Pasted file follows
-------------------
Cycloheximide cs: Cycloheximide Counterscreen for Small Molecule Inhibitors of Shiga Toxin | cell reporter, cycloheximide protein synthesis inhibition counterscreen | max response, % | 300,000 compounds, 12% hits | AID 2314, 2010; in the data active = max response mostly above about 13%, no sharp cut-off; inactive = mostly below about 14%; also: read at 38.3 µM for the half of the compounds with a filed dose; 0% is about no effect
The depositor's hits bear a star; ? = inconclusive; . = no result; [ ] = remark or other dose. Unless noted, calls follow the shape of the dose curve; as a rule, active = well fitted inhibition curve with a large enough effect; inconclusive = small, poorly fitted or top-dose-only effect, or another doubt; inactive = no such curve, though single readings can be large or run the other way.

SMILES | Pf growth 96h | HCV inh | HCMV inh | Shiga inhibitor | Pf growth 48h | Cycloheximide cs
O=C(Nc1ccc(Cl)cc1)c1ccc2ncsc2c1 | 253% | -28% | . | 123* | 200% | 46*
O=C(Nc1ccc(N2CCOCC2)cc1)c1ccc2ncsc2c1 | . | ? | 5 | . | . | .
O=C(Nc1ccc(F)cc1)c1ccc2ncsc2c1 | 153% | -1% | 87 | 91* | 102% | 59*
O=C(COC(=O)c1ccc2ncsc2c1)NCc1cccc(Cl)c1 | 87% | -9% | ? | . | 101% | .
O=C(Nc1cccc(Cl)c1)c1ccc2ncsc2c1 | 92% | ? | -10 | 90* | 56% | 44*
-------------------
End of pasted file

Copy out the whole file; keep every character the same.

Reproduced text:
Cycloheximide cs: Cycloheximide Counterscreen for Small Molecule Inhibitors of Shiga Toxin | cell reporter, cycloheximide protein synthesis inhibition counterscreen | max response, % | 300,000 compounds, 12% hits | AID 2314, 2010; in the data active = max response mostly above about 13%, no sharp cut-off; inactive = mostly below about 14%; also: read at 38.3 µM for the half of the compounds with a filed dose; 0% is about no effect
The depositor's hits bear a star; ? = inconclusive; . = no result; [ ] = remark or other dose. Unless noted, calls follow the shape of the dose curve; as a rule, active = well fitted inhibition curve with a large enough effect; inconclusive = small, poorly fitted or top-dose-only effect, or another doubt; inactive = no such curve, though single readings can be large or run the other way.

SMILES | Pf growth 96h | HCV inh | HCMV inh | Shiga inhibitor | Pf growth 48h | Cycloheximide cs
O=C(Nc1ccc(Cl)cc1)c1ccc2ncsc2c1 | 253% | -28% | . | 123* | 200% | 46*
O=C(Nc1ccc(N2CCOCC2)cc1)c1ccc2ncsc2c1 | . | ? | 5 | . | . | .
O=C(Nc1ccc(F)cc1)c1ccc2ncsc2c1 | 153% | -1% | 87 | 91* | 102% | 59*
O=C(COC(=O)c1ccc2ncsc2c1)NCc1cccc(Cl)c1 | 87% | -9% | ? | . | 101% | .
O=C(Nc1cccc(Cl)c1)c1ccc2ncsc2c1 | 92% | ? | -10 | 90* | 56% | 44*